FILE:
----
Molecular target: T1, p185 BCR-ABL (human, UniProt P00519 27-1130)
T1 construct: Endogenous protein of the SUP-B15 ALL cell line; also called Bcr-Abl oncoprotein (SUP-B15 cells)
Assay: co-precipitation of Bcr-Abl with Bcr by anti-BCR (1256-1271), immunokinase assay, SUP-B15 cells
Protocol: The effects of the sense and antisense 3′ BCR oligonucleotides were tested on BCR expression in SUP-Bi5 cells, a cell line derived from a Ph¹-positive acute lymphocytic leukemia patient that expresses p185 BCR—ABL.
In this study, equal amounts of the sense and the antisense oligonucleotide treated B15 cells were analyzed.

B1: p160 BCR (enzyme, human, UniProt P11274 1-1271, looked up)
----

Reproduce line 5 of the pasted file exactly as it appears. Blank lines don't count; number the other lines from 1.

In this study, equal amounts of the sense and the antisense oligonucleotide treated B15 cells were analyzed.